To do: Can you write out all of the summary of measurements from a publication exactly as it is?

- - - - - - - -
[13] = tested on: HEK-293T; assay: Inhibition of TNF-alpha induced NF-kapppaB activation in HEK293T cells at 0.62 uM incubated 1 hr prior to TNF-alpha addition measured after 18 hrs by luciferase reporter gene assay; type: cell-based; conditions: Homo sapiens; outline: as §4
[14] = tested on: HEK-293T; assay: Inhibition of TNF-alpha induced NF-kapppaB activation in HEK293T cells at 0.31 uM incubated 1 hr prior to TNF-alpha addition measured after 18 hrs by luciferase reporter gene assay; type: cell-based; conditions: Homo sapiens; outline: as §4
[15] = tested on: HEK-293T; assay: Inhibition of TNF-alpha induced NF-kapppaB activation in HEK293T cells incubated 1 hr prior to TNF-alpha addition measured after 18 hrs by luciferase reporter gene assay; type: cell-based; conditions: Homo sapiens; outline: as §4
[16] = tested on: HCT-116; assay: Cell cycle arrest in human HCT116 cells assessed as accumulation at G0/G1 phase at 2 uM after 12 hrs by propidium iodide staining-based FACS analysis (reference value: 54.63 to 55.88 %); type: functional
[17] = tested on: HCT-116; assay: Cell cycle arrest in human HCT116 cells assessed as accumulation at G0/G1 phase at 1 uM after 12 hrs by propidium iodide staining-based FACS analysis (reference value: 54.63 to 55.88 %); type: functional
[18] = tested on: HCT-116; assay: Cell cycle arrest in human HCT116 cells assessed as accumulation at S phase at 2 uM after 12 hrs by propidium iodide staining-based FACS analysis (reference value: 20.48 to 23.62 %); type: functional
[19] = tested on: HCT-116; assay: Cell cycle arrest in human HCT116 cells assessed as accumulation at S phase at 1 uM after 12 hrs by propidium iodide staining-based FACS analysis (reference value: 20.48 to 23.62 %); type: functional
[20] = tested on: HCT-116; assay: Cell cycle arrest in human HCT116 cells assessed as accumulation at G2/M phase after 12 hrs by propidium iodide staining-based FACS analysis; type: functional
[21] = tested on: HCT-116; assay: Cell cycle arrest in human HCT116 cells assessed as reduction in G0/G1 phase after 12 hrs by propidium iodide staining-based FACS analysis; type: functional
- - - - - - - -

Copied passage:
[13] = tested on: HEK-293T; assay: Inhibition of TNF-alpha induced NF-kapppaB activation in HEK293T cells at 0.62 uM incubated 1 hr prior to TNF-alpha addition measured after 18 hrs by luciferase reporter gene assay; type: cell-based; conditions: Homo sapiens; outline: as §4
[14] = tested on: HEK-293T; assay: Inhibition of TNF-alpha induced NF-kapppaB activation in HEK293T cells at 0.31 uM incubated 1 hr prior to TNF-alpha addition measured after 18 hrs by luciferase reporter gene assay; type: cell-based; conditions: Homo sapiens; outline: as §4
[15] = tested on: HEK-293T; assay: Inhibition of TNF-alpha induced NF-kapppaB activation in HEK293T cells incubated 1 hr prior to TNF-alpha addition measured after 18 hrs by luciferase reporter gene assay; type: cell-based; conditions: Homo sapiens; outline: as §4
[16] = tested on: HCT-116; assay: Cell cycle arrest in human HCT116 cells assessed as accumulation at G0/G1 phase at 2 uM after 12 hrs by propidium iodide staining-based FACS analysis (reference value: 54.63 to 55.88 %); type: functional
[17] = tested on: HCT-116; assay: Cell cycle arrest in human HCT116 cells assessed as accumulation at G0/G1 phase at 1 uM after 12 hrs by propidium iodide staining-based FACS analysis (reference value: 54.63 to 55.88 %); type: functional
[18] = tested on: HCT-116; assay: Cell cycle arrest in human HCT116 cells assessed as accumulation at S phase at 2 uM after 12 hrs by propidium iodide staining-based FACS analysis (reference value: 20.48 to 23.62 %); type: functional
[19] = tested on: HCT-116; assay: Cell cycle arrest in human HCT116 cells assessed as accumulation at S phase at 1 uM after 12 hrs by propidium iodide staining-based FACS analysis (reference value: 20.48 to 23.62 %); type: functional
[20] = tested on: HCT-116; assay: Cell cycle arrest in human HCT116 cells assessed as accumulation at G2/M phase after 12 hrs by propidium iodide staining-based FACS analysis; type: functional
[21] = tested on: HCT-116; assay: Cell cycle arrest in human HCT116 cells assessed as reduction in G0/G1 phase after 12 hrs by propidium iodide staining-based FACS analysis; type: functional